10 Dec 2015

Parental leave and returning to work: when can you legitimately refuse a request for part-time work?

by Michael Byrnes, Jacqui Ellis

Employees returning to work from parental leave have a statutory right to request part-time work, but an employer is not obliged to automatically accept the request.

It is one of modern life's great balancing acts: the need for employees to care for their children versus the legitimate business needs of their employers. Hopefully, in most cases, an accommodation is reached that is mutually acceptable, effectively reconciling potentially competing interests for the benefit of all.

On occasion, however, the consultation process on a suitable arrangement can reach an impasse which, if it can't be resolved, may precipitate the conclusion of the employment relationship.

In the recent Fair Work Commission decision of Ms Catarina Reale v Helloworld Ltd t/a Qantas Holidays and Viva Holidays Ltd [2015] FWC 7122, it was found that an employer had reasonable business grounds for refusing an employee's request for part-time work upon her return from parental leave.

While the Fair Work Act 2009 (Cth) entitles employees to request flexible working arrangements (such as changes in hours of work, patterns of work or location of work) and part-time work upon the return from parental leave, this does not always mean that an employee's request will be accepted, particularly if there are sound commercial grounds for an employer to refuse the proposed changes.

So when can an employer legitimately refuse an employee's request for part-time work, and what are the implications for an employer if the request is refused?

Part-time work and flexible working arrangements

Section 65 of the Fair Work Act provides that an employee can request a change in working arrangements if that employee is a parent, carer, has a disability, is 55 or older, is subjected to domestic violence or if the employee provides care or support to a member of the employee's immediate family or household who is experiencing violence from the member's family.

An employee who is a parent returning to work after taking leave in relation to the birth or adoption of a child (ie. maternity leave or parental leave) can request to work part-time, subject to the requirement that the employee has completed at least 12 months continuous service. If the employee is a casual employee, that employee will only be able to request part-time work if he or she is a long term employee that has a reasonable expectation of continuing employment on a regular and systematic basis.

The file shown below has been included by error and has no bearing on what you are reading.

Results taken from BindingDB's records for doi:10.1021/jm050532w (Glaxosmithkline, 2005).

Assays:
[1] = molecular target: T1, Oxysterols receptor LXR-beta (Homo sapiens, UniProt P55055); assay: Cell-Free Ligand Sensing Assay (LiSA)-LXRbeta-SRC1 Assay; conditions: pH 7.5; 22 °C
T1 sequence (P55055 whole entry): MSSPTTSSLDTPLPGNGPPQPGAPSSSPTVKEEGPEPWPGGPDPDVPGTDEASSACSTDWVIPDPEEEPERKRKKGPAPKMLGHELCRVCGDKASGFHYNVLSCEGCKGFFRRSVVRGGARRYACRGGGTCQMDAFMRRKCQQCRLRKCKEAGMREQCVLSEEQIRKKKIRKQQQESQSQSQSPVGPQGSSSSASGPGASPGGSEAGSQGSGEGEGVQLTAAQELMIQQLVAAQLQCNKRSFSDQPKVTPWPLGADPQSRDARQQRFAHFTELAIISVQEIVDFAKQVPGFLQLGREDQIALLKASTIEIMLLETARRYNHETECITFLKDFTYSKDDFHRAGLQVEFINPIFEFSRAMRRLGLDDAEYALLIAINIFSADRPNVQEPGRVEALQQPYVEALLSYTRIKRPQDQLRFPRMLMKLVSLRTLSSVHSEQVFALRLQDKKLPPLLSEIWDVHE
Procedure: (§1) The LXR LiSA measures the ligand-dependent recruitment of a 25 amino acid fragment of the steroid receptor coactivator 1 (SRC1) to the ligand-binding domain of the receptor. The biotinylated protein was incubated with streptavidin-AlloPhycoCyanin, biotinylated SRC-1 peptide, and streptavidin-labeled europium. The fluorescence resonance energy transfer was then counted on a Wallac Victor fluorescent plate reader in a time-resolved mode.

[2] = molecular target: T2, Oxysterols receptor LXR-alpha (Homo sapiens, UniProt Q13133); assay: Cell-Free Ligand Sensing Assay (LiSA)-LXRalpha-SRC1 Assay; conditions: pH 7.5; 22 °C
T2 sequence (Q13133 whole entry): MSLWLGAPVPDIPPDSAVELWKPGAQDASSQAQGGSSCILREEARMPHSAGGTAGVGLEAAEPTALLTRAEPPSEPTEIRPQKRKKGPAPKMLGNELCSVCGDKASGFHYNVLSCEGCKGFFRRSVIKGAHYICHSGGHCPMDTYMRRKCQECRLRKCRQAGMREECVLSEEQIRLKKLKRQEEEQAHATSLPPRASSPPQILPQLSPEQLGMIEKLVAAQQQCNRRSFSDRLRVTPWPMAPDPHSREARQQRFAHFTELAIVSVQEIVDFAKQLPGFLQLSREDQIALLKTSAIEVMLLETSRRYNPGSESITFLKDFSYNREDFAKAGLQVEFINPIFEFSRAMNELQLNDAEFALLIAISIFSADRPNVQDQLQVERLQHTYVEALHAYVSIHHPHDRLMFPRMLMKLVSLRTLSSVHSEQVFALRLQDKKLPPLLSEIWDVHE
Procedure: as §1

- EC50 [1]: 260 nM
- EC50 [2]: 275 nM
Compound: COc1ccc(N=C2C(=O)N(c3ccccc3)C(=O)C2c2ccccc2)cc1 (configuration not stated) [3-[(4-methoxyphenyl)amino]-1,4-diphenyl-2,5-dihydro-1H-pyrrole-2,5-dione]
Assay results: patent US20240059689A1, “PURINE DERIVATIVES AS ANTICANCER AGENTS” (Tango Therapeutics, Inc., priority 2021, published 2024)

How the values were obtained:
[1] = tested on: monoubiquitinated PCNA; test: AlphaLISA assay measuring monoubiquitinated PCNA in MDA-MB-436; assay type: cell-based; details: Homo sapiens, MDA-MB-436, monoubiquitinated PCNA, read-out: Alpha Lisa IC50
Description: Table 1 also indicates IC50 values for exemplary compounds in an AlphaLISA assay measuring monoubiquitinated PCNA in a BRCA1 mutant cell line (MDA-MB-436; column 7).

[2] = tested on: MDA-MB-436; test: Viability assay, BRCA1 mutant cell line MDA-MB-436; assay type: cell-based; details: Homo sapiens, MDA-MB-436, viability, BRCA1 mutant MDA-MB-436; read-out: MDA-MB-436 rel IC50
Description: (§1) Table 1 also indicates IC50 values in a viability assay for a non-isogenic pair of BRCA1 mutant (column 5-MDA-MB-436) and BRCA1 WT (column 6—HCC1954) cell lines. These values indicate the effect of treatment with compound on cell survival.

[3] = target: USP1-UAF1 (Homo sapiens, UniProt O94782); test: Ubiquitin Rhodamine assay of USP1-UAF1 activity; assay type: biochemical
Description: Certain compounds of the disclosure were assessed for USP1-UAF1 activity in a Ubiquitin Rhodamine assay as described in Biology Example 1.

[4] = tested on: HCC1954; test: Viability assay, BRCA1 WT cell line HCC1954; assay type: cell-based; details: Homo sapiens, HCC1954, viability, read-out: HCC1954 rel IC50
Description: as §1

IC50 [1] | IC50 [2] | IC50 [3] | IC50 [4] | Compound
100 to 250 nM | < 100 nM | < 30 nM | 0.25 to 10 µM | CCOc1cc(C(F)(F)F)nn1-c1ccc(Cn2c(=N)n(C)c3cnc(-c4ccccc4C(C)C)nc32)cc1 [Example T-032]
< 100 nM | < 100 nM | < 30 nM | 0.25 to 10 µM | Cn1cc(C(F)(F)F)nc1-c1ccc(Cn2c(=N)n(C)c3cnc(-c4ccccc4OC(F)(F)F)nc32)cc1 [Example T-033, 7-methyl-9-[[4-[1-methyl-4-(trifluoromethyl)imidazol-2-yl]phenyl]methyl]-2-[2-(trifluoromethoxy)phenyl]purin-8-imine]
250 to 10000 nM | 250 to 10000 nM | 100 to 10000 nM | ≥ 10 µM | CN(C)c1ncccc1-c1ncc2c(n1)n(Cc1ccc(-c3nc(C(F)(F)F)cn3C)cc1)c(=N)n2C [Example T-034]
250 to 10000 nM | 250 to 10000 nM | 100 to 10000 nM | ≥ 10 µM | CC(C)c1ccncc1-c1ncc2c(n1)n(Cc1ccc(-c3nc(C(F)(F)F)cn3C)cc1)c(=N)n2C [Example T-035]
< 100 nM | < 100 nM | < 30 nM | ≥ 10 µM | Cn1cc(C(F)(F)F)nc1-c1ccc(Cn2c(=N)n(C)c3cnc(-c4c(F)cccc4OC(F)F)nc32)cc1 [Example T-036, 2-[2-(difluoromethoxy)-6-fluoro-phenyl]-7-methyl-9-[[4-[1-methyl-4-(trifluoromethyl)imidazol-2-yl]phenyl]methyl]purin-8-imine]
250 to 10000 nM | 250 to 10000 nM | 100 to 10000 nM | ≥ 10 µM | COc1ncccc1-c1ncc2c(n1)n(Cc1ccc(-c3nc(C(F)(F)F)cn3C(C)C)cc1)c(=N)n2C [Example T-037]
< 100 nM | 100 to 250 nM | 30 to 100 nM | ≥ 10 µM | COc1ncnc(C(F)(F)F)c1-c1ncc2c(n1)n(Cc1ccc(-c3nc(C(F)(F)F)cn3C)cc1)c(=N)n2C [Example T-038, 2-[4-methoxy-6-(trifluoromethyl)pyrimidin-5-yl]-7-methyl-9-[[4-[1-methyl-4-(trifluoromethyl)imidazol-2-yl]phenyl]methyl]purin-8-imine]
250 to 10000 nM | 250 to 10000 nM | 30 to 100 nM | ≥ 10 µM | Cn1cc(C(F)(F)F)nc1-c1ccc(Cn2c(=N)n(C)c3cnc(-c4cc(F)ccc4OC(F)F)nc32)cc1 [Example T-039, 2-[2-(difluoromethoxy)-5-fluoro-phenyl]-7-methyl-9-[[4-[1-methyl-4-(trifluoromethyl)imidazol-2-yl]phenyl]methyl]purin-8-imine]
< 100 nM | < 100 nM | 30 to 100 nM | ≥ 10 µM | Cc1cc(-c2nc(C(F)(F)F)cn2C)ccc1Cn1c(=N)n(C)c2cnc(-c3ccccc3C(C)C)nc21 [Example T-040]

An employer may, however, refuse an employee's request for flexible working arrangements or part-time work if there are "reasonable business grounds" for doing so.

"Reasonable business grounds" includes circumstances where:

  • the new working arrangements would be too costly for the employer;
  • the employer has no capacity to change the working arrangements of other employees to accommodate the arrangements requested;
  • it would be impractical to change the working arrangements of other employees or recruit new employees to accommodate the requested arrangements;
  • the new working arrangements would be likely to result in a significant loss in efficiency or productivity; or
  • the new working arrangements would be likely to have a significant impact on customer service.

Ms Reale requests a part-time position

Catarina Reale was a Business Development Executive employed on a full-time basis by Helloworld Ltd.

Ms Reale was due to return to work in June 2015 from three contiguous periods of maternity leave which began in 2011. In preparation, she advised her manager that she was not able to commit to full-time work and that she would "like an opportunity to trial a temporary part-time role" in her current position or another similar role within the company "with a goal to return to full-time work within a year".

Her manager declined Ms Reale's request:

"Regrettably, despite our best endeavours, we have been unable to source any part-time positions within wholesale at this time to offer you for consideration. The reason for this is that the size of the business has reduced substantially over the last 5 years and in line with this all departments have also reduced headcount since you were working with us full-time prior to 2011. Consequently the opportunity to offer part-time work roles has substantially decreased".